Many Anglos have a dim view of customer service in France, but the French aren't happy either with how some shopkeepers treat them. Now a growing programme is labeling shopkeepers who you can expect to be friendly. READ  

Broadcasts cut as fire ravages French radio HQ
A massive fire cut broadcasting for many of France's public radio stations. Photo: France Bleu

Broadcasts cut as fire ravages French radio HQ

A massive fire ripped through the Paris building that houses studios for some of France's public radio stations, prompted broadcasts to be abruptly cut off. It's unclear what sparked the blaze. READ  

Metro and Train strike set for Tuesday in France
A train and metro strike is set for Tuesday in France. Photo: AFP

Metro and Train strike set for Tuesday in France

Commuters should brace themselves for travel chaos next week, with a train and Metro strike set for Tuesday, according to AFP. But it's not clear yet how big of an industrial action it's going to be. READ  

France tries to collect €10k from fatherless girl
The teenager was told last week that she must pay back €10,000 in just 15 days. Euros: Shutterstock

France tries to collect €10k from fatherless girl

A 13-year-old girl in western France has been told she must pay back the €10,000 that was given to her by the state after her sailor father was killed in an accident. READ  

National Front pulls in 'record membership'
The National Front party has a total of 83,000 members – the highest number in the history of the party. Photo: Philippe Huguen/AFP

National Front pulls in 'record membership'

After a year of unprecedented electoral success, Marine Le Pen’s anti-immigrant, anti-EU National Front party is attracting more members than ever before in the 42-year-old party’s history, French media has reported. READ  

Merah-inspired jihadists 'plot attacks in France'
Both men had been motivated by the actions of Mohamed Merah, a French-Algerian national killed by French police in March 2012 after murdering seven people. Photo: AFP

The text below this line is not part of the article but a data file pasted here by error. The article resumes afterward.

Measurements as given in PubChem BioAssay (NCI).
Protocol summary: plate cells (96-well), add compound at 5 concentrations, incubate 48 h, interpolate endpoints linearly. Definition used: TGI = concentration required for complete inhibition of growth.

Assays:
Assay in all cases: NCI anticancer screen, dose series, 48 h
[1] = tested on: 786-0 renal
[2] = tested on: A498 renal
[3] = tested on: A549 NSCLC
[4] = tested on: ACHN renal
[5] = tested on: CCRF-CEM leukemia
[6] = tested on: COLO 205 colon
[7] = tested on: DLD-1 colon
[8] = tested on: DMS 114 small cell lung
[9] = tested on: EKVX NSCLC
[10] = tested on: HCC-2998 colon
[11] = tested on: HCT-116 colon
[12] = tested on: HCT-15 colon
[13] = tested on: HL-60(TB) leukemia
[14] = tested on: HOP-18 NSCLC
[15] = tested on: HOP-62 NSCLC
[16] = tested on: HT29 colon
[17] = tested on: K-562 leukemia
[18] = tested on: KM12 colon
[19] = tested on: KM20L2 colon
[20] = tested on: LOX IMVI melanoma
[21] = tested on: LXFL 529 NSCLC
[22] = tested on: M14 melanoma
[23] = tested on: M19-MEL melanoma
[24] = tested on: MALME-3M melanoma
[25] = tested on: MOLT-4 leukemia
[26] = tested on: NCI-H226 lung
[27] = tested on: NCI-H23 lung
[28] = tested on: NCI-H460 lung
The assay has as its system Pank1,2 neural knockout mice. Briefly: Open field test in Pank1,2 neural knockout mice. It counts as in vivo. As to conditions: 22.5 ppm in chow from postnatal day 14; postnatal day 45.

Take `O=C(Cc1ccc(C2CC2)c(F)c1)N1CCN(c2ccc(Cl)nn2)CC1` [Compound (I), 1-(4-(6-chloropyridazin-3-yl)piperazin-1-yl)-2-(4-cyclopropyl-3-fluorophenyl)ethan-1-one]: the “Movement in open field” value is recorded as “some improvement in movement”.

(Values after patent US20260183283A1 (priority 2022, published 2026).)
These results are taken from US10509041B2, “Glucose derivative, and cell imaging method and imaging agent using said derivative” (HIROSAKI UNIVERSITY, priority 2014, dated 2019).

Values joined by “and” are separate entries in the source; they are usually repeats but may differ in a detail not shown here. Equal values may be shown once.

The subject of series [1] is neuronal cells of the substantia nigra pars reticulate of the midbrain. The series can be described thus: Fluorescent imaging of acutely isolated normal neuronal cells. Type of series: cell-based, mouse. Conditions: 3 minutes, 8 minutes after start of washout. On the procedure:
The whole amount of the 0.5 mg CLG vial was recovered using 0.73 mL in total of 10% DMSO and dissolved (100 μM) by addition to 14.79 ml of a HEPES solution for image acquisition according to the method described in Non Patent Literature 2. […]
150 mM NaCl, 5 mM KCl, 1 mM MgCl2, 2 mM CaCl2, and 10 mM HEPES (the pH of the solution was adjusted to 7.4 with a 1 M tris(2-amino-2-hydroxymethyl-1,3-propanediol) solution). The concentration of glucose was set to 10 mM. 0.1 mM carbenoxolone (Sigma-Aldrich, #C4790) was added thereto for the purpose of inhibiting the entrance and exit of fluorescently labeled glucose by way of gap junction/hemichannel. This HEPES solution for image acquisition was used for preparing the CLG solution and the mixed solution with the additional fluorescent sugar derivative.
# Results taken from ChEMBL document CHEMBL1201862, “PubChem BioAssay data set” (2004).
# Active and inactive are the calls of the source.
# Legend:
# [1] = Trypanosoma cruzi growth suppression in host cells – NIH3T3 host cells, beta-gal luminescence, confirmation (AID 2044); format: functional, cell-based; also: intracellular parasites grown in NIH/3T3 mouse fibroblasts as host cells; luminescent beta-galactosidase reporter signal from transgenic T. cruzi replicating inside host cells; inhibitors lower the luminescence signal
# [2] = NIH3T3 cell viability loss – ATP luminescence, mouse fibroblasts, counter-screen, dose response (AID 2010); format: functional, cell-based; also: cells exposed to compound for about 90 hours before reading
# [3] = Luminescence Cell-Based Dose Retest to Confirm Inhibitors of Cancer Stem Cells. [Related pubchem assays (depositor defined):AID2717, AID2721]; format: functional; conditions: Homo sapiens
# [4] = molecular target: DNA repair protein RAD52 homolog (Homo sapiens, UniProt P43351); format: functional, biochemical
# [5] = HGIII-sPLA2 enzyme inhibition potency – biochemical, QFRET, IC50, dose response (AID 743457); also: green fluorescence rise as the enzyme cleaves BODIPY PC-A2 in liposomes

Merah-inspired jihadists 'plot attacks in France'

Morocco said on Thursday it has arrested two jihadists inspired by French terrorist Mohamed Merah who were planning to attack banks and multinational companies in France and in the North African country. READ  

Halloween in France
Paris Catacombs still draw thousands
A file picture shows skulls and bones stacked at the Catacombs of Paris. Photo: Patrick Kovarik/AFP

Paris Catacombs still draw thousands

A place of fear, legend, inspiration and exploration, Paris's skull and bone-lined Catacombs still draw thousands of visitors each year, many of whom queue for hours to explore the ghoulish burial site. READ  

French to try out high-speed Ebola test
The trial will include a prototype device unveiled last week, similar to a home pregnancy test, that may make diagnosis possible in under 15 minutes. Photo: Pascal Guyot/AFP

French to try out high-speed Ebola test

French researchers will conduct trials with prototype Ebola diagnostic tests in Guinea in November, with results expected within weeks for speedy deployment, the head of France's Ebola task force said on Thursday. READ  

RECEIVE OUR NEWSLETTER AND ALERTS
Sponsored Article
Travel and have a great time with Home Exchange
Sponsored Article
Offer: Unlimited airmiles from British Airways
National
Eight Halloween events not to miss in Paris
National
10 things to never say to a French person
National